US 'basement boy' Charlie Bothuell forced to work out

This photo provided by the Detroit Police Department shows Charlie Bothuell V, 12, of Detroit, who has been missing since 14 June Charlie Bothuell has been placed in the care of his biological mother

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A boy found in his father's Detroit basement after being missing for 11 days was forced to perform gruelling workouts, a welfare agency reports.

Charlie Bothuell, 12, was made to rise before dawn and do 100 push-ups and sit-ups, according to court filings.

Police officers found the boy, who had been feared dead, behind a pile of boxes in June.

The state has begun proceedings to remove his father's and stepmother's parental rights.

Charlie "experienced physical abuse by his father... for the entire two years he has resided in Mr Bothuell's residence", the Department of Human Services said in a court filing.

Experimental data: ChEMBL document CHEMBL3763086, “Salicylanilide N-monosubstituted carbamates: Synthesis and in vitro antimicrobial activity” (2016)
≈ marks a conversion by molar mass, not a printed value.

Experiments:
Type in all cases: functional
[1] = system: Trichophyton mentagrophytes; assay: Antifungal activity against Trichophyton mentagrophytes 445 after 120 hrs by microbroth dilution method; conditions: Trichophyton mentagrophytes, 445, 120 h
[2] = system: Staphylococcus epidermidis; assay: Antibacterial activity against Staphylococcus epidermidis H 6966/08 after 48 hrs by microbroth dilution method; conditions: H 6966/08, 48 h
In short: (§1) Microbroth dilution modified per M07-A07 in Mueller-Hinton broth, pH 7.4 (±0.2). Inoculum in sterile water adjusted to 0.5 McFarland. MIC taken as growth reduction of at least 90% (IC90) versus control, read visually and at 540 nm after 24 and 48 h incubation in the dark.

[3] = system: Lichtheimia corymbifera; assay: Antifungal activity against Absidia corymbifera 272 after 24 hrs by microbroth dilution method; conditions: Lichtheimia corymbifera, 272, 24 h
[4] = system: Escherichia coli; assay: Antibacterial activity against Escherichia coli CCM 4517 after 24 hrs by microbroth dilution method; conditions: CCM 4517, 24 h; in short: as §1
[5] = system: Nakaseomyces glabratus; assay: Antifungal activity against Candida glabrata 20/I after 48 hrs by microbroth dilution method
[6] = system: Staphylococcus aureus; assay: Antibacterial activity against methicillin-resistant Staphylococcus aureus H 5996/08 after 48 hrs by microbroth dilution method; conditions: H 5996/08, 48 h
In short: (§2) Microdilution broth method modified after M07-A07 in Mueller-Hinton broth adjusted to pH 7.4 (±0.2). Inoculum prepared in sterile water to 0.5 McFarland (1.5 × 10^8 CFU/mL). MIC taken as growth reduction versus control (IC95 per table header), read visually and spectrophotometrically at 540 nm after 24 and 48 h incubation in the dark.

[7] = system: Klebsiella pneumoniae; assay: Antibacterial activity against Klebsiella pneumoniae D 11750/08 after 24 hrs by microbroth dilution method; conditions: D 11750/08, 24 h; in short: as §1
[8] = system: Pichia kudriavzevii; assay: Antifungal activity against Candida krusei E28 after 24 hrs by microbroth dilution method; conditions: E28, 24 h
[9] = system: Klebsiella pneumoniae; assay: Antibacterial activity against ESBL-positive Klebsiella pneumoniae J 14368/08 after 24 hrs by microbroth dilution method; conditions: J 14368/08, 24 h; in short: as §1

"The abuse included being physically disciplined with a PVC pipe on his butt [sic], feet, chest, head, thighs, sides and arms," the court filing added. "He was often too sore to sit or walk."

'Corporal punishment'

Charlie was found behind boxes in the basement of his father's block of flats on 25 June after being feared dead by authorities.

Later, he told investigators, his stepmother Monique Dillard-Bothuell instructed him to go to the basement and "not to come out, no matter what he hears" and did not bring him food.

In a subsequent court hearing it was revealed the boy's body was marked with bruises that indicated he had been physically abused in the past.

No criminal charges have yet been filed against the boy's father or stepmother.

A court hearing on Thursday revealed caseworkers were told by Charlie he was ordered to the basement on 14 June because he did not complete one of his twice-daily workouts.

Those reportedly consisted of 100 push-ups, 200 sit-ups, 100 jumping jacks, as well as time spent on an elliptical machine and weight-lifting.

A lawyer for the boy's stepmother told US media the claims were "ridiculous", saying Charlie was previously overweight and diabetes ran in the family.

"There's no child abuse," Mark Magidson said. "Was there corporal punishment on some occasions? There may have been."

Meanwhile, the boy has been placed with his biological mother.

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